Charlotte Amalie,
St Thomas

Sights and Attractions
Part 1

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Charlotte Amalie Walking Tour

With all the shops, traffic, and people, it's sometimes hard to remember that Charlotte Amalie really is part of the Caribbean and not an annex of New York, Atlanta or Miami.

But the colorful names of plants will remind you that you're in the West Indies. "Catch and Keep" is the thorny vine that sticks to everything. The trunk of the "Monkey Don't Climb Tree" bristles with thorns. "Jump Up and Kiss Me" is a beautiful scarlet blossom. And the "Nothing Nut" is just that, good for nothing.

Instead of starting at the waterfront, this walking tour begins with a good overview of the city from Government House.

1. Government House: On Government Hill on Kongen's Gade, this is the residence of the governor of the U.S. Virgin Islands. Visitors are allowed on the first two floors of the three-story building. The floors are made of wood and the walls are decorated with paintings and murals by Camille Pissarro, the impressionist who was born here and whose house you will see later on this tour.

2. 99 Steps: Next to Government House, these steps date to the 1700s and go from Government Hill to Lille Tarne Garde (Danish for "Little Tower Street"), a shortcut up the hill. If you climb them, count and see how many you come up with.* Many such staircases were built to get up and down the steep hills here.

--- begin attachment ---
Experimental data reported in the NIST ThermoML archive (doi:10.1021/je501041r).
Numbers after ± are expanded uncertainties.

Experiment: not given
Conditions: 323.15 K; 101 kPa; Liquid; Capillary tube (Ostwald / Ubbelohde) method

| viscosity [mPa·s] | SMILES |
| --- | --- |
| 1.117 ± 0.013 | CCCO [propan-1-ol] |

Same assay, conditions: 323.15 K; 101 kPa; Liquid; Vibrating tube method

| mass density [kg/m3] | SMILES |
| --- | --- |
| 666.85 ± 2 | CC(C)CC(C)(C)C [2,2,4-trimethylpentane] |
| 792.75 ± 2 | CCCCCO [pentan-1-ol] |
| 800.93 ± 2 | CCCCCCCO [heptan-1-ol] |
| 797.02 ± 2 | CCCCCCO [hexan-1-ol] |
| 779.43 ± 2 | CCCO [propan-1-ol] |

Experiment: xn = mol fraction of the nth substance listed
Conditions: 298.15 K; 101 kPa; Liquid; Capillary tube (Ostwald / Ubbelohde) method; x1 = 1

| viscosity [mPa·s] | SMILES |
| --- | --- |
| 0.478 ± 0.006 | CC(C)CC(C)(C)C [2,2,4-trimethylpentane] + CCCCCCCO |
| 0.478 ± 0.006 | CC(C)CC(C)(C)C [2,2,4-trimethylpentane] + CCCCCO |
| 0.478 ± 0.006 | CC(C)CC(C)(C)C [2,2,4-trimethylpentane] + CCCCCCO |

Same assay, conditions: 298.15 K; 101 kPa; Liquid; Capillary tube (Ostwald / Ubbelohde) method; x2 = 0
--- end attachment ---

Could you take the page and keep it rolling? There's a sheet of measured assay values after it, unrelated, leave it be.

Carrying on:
3. Hotel 1829: Also on Kongen's Gade, this 19th-century, Spanish-style building with its narrow passages, dark bar and picturesque open courtyard once was one of the island's better restaurants. It also still functions as a hotel. You are welcome to look around the public rooms.

4. Frederick Lutheran Church: At the head of the street leading to Fort Christian , the building went up in 1793, replacing two earlier structures lost to fire (1750 and 1789). It's still the second-oldest Lutheran church in the Western Hemisphere. Refurbished in 1826, this was the official church of the Danish West Indies.

5. Grand Hotel: Built in the 19th century, it now houses offices and gift shops. This can be a good stop for T-shirts, seashells and Haitian woodcarvings. It opened in 1840 as a hotel and coffeehouse. The Greek Revival building had a third story, but lost it to hurricane damage around 1896.

6. Emancipation Park: Containing a gazebo and a replica of Philadelphia's Liberty Bell, the park commemorates the freeing of the slaves in 1848. Official ceremonies are still held here occasionally. Grab a bench, relax and watch the local children at play.

7. Fort Christian: The dark red walls of this fort were begun in 1672, as soon as the Danes arrived. That first colony was so small everyone could fit inside the fort, which later served as a jail, governor's residence, courthouse and church. A museum of local history is located in the former dungeons. Along with Blackbeard's Tower, it also claims to be the oldest standing structure in the U.S. Virgin Islands. Who to believe--pirates or government? It's a tough call.

* There are 103 steps at 99 Steps.

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